HSBC has set a target of 710p for Royal Mail shares - some 215% more than the delivery service company's initial public offering starting price.
Royal Mail shares closed at 571.75p on 20 March.
HSBC's price target for the newly public stock will come as a blow to Britain's business secretary Vince Cable, who is under fire for pricing Royal Mail at 330p in the first place.
By the end of 2013, Royal Mail shares entered the FTSE 100 after months of the stock's price soaring higher and higher.
The communications firm, privatised by the UK government in October in a controversial flotation on the London Stock Exchange, was worth around £6bn on 23 December.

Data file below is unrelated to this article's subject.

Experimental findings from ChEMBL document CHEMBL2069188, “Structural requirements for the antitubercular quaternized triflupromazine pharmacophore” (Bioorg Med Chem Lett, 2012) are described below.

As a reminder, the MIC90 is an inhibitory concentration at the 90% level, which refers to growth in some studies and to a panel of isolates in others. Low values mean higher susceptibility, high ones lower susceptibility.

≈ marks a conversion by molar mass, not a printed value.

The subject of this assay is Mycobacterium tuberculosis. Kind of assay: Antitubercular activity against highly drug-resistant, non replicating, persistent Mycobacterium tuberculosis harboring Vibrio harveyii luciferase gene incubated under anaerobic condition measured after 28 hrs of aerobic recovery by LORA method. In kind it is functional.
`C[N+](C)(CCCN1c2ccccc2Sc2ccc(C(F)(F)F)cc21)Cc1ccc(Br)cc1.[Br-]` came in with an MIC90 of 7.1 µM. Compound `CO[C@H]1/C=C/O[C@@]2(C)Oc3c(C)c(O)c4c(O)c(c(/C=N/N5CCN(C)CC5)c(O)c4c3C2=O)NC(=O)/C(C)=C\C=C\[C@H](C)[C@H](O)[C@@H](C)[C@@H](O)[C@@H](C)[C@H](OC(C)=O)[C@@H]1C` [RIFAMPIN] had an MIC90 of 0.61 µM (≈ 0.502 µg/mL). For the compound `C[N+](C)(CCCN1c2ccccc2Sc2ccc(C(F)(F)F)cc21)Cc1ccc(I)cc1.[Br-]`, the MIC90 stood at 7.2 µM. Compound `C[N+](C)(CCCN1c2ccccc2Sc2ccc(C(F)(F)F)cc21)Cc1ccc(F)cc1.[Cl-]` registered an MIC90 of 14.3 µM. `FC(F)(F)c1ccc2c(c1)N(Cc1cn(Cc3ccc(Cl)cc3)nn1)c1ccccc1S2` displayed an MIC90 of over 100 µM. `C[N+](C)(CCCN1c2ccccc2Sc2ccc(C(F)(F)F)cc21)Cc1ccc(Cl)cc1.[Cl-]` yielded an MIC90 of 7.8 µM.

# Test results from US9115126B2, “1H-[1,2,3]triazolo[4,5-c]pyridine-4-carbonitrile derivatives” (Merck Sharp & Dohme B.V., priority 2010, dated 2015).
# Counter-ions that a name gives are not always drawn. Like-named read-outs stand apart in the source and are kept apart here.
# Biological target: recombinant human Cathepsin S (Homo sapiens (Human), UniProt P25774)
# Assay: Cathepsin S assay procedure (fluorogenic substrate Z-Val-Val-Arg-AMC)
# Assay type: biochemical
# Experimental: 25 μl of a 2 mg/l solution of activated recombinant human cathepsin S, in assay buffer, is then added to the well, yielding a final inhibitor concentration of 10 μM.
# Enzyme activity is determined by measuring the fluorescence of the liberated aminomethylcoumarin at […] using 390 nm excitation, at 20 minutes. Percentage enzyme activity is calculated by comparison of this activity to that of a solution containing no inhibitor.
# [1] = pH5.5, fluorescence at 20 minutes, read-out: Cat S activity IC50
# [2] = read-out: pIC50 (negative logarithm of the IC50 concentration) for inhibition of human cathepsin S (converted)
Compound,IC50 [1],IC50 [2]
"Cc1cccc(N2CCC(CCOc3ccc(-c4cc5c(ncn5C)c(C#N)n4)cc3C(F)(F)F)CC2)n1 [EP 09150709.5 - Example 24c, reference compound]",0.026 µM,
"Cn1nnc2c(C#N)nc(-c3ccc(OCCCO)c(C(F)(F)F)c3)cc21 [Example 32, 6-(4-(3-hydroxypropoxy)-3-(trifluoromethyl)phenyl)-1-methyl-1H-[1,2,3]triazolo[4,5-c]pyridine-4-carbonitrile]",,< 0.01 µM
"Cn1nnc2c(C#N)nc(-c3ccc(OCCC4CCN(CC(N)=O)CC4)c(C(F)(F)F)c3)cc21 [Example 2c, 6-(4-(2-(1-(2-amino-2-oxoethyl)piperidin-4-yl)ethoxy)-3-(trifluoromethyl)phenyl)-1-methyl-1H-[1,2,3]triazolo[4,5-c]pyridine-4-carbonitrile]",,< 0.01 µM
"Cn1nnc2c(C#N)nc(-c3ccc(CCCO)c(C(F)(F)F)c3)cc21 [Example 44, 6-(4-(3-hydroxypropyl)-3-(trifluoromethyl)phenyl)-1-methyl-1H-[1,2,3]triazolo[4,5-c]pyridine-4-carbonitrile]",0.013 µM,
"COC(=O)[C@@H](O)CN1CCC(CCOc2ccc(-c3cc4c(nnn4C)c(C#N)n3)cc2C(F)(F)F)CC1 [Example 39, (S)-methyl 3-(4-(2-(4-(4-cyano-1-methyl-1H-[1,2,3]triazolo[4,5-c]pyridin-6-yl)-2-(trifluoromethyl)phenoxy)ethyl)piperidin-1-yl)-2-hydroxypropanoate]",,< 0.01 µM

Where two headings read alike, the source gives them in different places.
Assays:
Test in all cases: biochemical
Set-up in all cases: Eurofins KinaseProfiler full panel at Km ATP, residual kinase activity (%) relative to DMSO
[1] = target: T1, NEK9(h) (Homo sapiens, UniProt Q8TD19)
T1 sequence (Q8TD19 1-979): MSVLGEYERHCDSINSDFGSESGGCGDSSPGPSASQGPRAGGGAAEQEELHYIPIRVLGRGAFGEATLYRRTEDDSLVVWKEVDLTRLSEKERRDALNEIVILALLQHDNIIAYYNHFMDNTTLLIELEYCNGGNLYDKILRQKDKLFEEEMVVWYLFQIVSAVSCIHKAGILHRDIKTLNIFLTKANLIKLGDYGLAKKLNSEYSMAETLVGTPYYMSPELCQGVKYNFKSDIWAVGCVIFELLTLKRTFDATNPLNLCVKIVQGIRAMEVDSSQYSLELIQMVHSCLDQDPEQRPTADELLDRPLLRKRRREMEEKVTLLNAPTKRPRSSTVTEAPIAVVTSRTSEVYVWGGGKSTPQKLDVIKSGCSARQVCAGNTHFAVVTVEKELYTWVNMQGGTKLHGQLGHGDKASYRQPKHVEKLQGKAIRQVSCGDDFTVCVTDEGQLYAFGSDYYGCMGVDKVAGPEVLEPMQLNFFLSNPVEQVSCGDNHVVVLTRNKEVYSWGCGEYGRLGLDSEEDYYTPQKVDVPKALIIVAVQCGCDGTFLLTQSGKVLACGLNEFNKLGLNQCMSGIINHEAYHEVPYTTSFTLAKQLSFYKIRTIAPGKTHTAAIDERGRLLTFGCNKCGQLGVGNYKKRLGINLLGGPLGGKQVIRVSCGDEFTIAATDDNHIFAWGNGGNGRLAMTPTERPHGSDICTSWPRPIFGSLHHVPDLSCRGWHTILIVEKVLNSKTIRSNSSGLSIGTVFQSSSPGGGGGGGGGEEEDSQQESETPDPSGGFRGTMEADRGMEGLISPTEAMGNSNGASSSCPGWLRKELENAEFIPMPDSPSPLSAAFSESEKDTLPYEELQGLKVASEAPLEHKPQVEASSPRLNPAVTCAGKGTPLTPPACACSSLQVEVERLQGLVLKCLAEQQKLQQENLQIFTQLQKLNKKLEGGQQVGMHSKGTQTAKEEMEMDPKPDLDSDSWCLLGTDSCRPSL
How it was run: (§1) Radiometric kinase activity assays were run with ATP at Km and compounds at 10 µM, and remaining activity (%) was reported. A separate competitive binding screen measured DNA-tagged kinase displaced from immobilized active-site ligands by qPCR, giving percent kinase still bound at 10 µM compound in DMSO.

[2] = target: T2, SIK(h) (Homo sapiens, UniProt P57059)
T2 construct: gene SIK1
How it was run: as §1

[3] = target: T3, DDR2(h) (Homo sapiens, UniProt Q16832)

When it landed in the FTSE 100, Royal Mail's share price was more than 80% above the government's 330p offer price in the initial public offering. It fell back slightly afterwards.
Goldman Sachs, the US investment bank which helped advised the government on its offer price, has a 610p 12-month target price for Royal Mail. UBS, which also advised the government, set a 450p offer price.
The two banks, as well as the two ministers handling Royal Mail's sell-off – Business Secretary Vince Cable and Enterprise Minister Michael Fallon – have faced criticism for allegedly undervaluing the firm and costing taxpayers hundreds of millions of pounds in potential revenue.
All say they were following the advice of institutional investors being targeted in the IPO and who warned they would walk away at any offer price above 330p.
They also blamed an industrial relations dispute with the Communication Workers Union (CWU) hanging over the firm for weighing on the offer price.